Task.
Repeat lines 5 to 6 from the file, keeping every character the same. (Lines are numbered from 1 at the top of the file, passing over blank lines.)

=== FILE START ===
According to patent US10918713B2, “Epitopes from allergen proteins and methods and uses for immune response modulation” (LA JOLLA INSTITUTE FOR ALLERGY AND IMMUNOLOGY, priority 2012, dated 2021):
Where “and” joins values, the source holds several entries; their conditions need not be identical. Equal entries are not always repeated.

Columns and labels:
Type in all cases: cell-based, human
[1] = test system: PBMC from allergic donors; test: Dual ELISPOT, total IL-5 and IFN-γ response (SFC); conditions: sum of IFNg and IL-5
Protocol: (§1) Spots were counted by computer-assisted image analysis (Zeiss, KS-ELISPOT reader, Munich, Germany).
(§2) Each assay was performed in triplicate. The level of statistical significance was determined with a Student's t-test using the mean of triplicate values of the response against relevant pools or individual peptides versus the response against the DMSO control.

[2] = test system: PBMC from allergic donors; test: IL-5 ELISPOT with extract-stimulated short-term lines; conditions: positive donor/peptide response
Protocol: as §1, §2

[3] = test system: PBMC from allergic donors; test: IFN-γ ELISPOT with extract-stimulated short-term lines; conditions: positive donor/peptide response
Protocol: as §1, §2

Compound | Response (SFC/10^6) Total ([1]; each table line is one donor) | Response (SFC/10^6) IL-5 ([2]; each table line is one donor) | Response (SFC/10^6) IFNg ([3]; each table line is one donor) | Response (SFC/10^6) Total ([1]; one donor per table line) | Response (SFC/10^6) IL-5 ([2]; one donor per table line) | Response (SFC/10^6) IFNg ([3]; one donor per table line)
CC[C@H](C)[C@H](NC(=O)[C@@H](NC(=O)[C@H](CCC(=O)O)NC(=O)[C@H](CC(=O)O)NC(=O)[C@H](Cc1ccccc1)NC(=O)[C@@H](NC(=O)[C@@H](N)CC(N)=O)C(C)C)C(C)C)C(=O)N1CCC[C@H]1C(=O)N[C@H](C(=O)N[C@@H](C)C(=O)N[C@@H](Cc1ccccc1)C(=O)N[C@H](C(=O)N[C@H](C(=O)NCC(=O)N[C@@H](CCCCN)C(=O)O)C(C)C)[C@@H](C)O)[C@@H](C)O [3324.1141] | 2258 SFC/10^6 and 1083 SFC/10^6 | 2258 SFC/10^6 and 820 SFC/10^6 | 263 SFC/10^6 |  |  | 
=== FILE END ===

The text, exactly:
[1] = test system: PBMC from allergic donors; test: Dual ELISPOT, total IL-5 and IFN-γ response (SFC); conditions: sum of IFNg and IL-5
Protocol: (§1) Spots were counted by computer-assisted image analysis (Zeiss, KS-ELISPOT reader, Munich, Germany).